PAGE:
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A Prescription for Replication ­– Just What the Doctor Ordered

  • Mona Hogue, Tony Stafford
  • January 01 2002, 1:00am EST

In today's global enterprise, the need for large scale, near real-time data replication is reminiscent of the old adage about the common cold: sometimes the cure is worse than the illness. Take antihistamines, you feel wretched. Antibiotics build up a resistance to something more serious – and don't really do a thing for the bug that has you down. Steroids get you feeling better faster, but may cause heart failure. With its medicinal properties still under debate in the New England Journal of Medicine, chicken soup, basically, will make your mom happy.

However, the problems that mandate enterprises to adopt effective replication strategies are not like the common cold at all. Left untreated, they will not simply go away. Gartner estimates that by 2002, storage replication technologies will be deployed in 70 percent of the Fortune 500 companies. Today's data replication market exceeds $700 million and will grow to about $1.3 billion by 2003.

Enterprises have no choice but to adopt effective replication strategies as most suffer from conflicting mandates. For example, businesses require high availability for critical applications but provide too narrow a backup window to protect vital information resources and keep backup data current.

Which Enterprises Will Benefit?

For those enterprises that have lost data due to storage-related problems, have an insufficient backup window to protect data while meeting user needs or want to reduce dependence on proprie-tary solutions, replication is a must-have process. Other enterprises that will benefit from replication include those that deploy more than 20 servers, run multiple operating systems and require high availability for applications and data. Large-scale distributed systems in which storage growth and its problems have become visible and for which total cost of ownership and service-level- agreement monitoring have become issues are also prime candidates, as are those that are experiencing high rates of change, consolidating data centers or engaging in mergers and acquisitions.

Host-Based Replication for Mainframe or Open Systems

Mainframe host-based replication or migration can be implemented with software that is independent of the storage vendor subsystem. It only requires that the architecture of the source and target storage devices is the same. This implementation is a hybrid between what is commonly called a mirror (described later) and what we know as replication. It is asynchronous, but it can be synchronized at specific times. It allows an application to be nondisruptively switched to the migrated volumes. It is implemented at a volume level; but because it is host-based, there are many facilities that allow coordination with host applications.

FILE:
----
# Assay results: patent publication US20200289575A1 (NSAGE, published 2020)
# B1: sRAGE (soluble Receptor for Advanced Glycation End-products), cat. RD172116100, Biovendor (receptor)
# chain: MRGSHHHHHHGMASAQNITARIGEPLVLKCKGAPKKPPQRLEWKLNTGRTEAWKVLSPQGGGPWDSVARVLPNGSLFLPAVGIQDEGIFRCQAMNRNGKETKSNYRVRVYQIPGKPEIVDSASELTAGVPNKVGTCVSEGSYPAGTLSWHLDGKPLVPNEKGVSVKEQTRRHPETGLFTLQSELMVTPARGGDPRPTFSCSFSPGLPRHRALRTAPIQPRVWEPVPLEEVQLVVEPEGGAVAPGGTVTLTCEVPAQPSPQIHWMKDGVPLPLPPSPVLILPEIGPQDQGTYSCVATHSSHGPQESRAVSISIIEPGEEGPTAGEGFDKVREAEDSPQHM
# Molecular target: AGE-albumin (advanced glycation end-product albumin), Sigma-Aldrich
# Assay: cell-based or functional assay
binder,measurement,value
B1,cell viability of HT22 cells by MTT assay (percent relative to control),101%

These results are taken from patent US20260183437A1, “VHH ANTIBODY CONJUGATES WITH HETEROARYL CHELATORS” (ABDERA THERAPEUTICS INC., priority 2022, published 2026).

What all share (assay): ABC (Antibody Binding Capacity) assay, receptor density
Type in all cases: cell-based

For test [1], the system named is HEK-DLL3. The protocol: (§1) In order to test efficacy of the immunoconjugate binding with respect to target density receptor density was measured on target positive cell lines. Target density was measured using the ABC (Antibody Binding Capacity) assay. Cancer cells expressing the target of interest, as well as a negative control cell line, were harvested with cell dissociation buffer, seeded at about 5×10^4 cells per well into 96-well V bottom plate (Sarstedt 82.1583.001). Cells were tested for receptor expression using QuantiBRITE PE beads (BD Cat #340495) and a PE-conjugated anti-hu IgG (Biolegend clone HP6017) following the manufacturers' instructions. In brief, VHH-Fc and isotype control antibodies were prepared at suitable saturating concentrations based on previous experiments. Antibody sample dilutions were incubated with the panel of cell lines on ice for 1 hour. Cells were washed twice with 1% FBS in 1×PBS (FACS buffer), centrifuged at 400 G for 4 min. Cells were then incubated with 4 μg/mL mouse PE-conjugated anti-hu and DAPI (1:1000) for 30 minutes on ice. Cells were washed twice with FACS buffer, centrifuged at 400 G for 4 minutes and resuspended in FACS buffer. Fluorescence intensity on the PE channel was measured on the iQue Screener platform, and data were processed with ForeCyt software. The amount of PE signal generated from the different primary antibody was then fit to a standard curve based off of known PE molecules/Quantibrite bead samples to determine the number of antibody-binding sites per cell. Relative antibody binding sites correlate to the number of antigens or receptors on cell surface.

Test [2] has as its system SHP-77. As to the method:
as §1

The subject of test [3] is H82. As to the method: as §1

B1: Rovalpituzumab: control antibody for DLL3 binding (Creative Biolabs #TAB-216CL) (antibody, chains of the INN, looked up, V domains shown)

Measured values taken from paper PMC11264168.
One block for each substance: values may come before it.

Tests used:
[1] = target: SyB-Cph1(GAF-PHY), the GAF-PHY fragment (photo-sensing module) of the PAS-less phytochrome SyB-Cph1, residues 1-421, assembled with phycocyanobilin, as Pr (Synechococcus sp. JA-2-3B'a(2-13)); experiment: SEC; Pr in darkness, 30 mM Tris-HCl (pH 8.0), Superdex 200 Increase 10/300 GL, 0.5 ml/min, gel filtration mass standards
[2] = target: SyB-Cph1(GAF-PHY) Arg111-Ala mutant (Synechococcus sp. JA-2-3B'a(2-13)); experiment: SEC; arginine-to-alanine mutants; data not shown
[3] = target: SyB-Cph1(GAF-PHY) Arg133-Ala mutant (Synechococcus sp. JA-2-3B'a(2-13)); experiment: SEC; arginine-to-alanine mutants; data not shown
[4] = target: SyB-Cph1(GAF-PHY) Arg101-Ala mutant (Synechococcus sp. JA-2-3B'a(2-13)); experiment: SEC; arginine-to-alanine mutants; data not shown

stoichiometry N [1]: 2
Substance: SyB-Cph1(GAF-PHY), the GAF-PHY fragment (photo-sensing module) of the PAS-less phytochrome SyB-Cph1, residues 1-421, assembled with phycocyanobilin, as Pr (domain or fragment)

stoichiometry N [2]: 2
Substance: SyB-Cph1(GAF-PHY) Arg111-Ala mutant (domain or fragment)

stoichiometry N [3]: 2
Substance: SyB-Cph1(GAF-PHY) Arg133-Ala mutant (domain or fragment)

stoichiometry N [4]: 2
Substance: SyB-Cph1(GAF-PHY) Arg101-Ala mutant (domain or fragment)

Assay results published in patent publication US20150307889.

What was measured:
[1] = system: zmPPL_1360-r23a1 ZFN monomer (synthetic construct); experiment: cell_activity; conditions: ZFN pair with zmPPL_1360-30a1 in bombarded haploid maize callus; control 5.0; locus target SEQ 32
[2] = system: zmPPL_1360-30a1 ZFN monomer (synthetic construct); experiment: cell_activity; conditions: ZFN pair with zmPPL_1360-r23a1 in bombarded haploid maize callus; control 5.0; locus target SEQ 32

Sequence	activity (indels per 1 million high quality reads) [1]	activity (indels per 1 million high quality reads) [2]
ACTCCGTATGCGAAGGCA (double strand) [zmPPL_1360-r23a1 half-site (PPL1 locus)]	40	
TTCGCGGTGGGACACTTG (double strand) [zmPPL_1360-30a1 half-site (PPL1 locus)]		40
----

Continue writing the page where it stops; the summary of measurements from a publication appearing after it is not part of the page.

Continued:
It is also used for replacing storage subsystems nondisruptively, creating point-in-time copies of data for backups, application testing and data center migrations/replications. Both the source and target storage devices must be accessible from the host, although the storage can be attached over fiber with channel extenders.

The benefit of mainframe host-based replication/migration is that it is independent of the storage subsystem, is completely nondisruptive and allows full use of all available storage. Most implementations of host-based replication require some storage allocated to logging and recovery.

Open systems host- or server-based replication can also be implemented as a software-only solution. Some component or agent must be installed on every server that participates in the replication process. These agents manage the data transfer and various integrity states and also control when and how the replicated copy can be made available.

Open systems server-based replication is completely "vendor independent," managing devices from multiple storage manufacturers. Replication can be controlled on the production server and usually can be easily integrated into production schedules.

It can simplify configuration and operation because the replication transparently layers on top of existing storage devices, providing the same view of the storage subsystem to the application regardless of physical storage implementation. This attri-bute can be important in the case of databases that span multiple volumes and that usually implement logs and recovery data sets on separate high-performance devices. With server-based replication, it is also possible to group volumes together to form a "logical group," which maintains write-order integrity. This means that the order of I/O across this group of volumes can be maintained at the remote site – a valuable tool for keeping data at the remote site consistent in the event of failure.

Open systems server-based replication usually will be configured server- to-server rather than as dual I/O from a single server, the most appropriate scheme for extended distance disaster recovery operations or for data replicated for off-host processing.

Network-Based Replication

Relatively new, network-based replication is implemented in the storage area network (SAN) infrastructure and currently does not apply to the mainframe. In some ways, it is similar to controller-based replication because it is independent of the host operating system and hardware. Unlike server-based solutions, network-based replication requires no component installation on application servers.

Single server network- and controller-based replication both bypass the application server to write to the remote location storage device. In effect, network- and controller-based replication is "remote mirroring."